Immune checkpoint inhibitors (ICIs) are approved in multiple indications for cancer care. Most of the clinical trials have not questioned shorter than until disease progression approaches. In this study, we present results from a cohort of multiple advanced cancers treated with restricted anti-PD-(L)1 therapy.
All patients with advanced cancers treated with anti-PD-(L)1 therapy outside clinical trials at Oulu University Hospital 2014-19 were retrospectively identified from pharmacy records. Clinical variables, treatment history and survival were collected.
106 patients with median age of 66 years with lung cancer (n = 45, 42.5%), melanoma (n = 30, 28.3%), renal and bladder cancers (GU cancers) (n = 26, 24.5%), head and neck (H&N) cancer (n = 4, 3.8%), and colorectal cancer (n = 1, 0.9%) were included in the study. The median (m) OS for the whole population was 14 months (CI 9.7-18.3), 9 months (CI 6.3-11.7) for patients with no IO-free period (n = 64, 62.1%), and 27.0 months (CI 20.6-33.4, p = 0.000001) for patients (n = 39) with IO-free period. The mIO-free survival was 10.0 months (CI 7.1-12.9) for the whole cohort, 8.0 months (CI 1.7-14.3) for lung cancer, 23.0 months (CI 2.6-43.4) for melanoma, and 14.0 months (CI 0.0-20.4) for GU cancer. From the IO-free cohort, 19 patients needed re-treatment during follow-up, of which 8 were re-challenged with anti-PD-(L)1 therapy. The clinical benefit rate of anti-PD-(L)1 re-challenge was 37.5%.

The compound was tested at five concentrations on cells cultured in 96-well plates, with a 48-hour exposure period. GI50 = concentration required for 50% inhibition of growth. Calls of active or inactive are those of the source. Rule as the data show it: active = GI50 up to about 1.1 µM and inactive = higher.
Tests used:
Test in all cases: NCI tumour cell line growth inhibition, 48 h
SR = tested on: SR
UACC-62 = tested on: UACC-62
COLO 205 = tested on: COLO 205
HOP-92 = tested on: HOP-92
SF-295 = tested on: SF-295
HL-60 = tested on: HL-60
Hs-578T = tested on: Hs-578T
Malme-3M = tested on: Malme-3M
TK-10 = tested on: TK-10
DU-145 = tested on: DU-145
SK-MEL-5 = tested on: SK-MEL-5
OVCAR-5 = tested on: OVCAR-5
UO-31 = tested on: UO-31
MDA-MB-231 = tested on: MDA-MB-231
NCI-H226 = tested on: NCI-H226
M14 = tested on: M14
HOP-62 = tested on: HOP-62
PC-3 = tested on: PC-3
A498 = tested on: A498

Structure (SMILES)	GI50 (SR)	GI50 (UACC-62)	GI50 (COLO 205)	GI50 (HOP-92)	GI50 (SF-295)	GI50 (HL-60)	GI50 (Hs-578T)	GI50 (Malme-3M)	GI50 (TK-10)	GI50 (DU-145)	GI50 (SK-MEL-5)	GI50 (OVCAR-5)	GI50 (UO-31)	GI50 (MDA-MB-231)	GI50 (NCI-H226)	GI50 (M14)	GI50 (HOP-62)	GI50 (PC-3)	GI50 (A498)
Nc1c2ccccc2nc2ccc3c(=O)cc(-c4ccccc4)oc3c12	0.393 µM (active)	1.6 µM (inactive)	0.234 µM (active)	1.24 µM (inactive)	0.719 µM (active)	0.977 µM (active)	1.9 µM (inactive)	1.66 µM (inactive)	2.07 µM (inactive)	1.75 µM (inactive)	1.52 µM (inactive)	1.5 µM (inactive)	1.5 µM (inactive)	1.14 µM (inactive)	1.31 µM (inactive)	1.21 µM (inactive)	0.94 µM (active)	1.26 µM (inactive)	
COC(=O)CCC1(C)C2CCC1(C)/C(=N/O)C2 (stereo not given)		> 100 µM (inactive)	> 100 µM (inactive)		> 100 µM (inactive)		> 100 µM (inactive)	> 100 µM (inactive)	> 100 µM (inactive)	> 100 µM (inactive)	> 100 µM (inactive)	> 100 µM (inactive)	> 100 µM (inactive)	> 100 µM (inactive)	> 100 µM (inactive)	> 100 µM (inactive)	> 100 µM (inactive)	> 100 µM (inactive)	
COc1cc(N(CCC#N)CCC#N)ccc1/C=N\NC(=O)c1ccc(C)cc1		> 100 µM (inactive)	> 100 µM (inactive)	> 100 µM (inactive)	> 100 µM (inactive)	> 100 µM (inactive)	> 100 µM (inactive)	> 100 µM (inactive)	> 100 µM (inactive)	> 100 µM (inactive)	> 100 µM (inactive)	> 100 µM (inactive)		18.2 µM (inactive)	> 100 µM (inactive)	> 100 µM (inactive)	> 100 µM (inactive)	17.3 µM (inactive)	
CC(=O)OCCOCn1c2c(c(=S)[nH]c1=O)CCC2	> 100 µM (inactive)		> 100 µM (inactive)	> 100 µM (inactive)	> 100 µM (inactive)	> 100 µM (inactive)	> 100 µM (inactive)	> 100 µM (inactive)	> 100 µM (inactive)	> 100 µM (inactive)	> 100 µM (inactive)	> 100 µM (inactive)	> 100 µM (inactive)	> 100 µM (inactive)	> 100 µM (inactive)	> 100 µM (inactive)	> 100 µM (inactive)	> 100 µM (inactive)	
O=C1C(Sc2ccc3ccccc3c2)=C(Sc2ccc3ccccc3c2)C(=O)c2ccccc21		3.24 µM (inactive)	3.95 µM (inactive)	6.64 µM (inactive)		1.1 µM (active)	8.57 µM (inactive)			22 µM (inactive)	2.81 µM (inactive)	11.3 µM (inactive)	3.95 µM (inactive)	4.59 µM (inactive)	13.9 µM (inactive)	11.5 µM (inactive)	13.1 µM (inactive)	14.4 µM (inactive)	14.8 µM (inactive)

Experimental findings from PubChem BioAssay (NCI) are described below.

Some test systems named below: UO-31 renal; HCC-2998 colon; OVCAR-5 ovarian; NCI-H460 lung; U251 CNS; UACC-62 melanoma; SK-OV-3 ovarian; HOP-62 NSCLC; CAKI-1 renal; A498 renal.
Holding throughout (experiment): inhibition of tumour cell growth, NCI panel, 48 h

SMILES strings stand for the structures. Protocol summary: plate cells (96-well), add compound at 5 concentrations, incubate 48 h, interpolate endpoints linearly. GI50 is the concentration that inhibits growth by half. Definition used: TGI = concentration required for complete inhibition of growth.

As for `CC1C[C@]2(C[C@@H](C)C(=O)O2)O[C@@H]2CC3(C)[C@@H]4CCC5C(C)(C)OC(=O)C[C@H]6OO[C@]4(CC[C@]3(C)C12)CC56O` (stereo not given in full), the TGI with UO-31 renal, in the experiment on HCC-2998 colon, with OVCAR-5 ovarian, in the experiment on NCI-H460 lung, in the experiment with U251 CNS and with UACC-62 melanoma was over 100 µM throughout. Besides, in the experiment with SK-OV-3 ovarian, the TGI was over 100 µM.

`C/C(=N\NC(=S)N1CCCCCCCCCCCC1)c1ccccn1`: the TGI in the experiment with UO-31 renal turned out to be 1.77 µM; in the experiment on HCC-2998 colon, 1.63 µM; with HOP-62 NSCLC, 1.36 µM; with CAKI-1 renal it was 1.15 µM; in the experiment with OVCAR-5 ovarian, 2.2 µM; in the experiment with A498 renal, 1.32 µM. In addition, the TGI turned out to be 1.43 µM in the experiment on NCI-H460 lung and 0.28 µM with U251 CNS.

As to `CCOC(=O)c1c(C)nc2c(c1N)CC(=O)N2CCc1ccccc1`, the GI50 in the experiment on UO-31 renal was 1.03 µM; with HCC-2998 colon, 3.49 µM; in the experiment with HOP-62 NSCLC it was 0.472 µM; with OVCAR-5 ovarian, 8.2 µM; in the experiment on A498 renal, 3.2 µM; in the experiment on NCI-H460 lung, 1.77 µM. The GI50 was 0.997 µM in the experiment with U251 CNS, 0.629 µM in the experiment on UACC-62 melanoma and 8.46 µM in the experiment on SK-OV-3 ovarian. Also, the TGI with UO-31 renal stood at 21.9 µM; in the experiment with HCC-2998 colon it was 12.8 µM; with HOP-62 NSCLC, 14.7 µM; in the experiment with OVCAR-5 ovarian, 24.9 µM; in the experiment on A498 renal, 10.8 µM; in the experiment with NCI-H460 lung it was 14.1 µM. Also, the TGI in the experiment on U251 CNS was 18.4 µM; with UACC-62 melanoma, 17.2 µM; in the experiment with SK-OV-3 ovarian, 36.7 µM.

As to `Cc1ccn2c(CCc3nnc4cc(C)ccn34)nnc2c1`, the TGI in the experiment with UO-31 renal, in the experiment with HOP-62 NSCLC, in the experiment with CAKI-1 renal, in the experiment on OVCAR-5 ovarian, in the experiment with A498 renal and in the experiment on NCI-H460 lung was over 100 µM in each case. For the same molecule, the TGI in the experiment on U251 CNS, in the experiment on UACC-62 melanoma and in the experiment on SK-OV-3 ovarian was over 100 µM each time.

Our study shows that long IO-free periods can be achieved with limited duration of anti-PD-(L)1 therapy with excellent survival outcomes, and that anti-PD-(L)1 re-challenge is feasible in clinical practice.

References

PubMed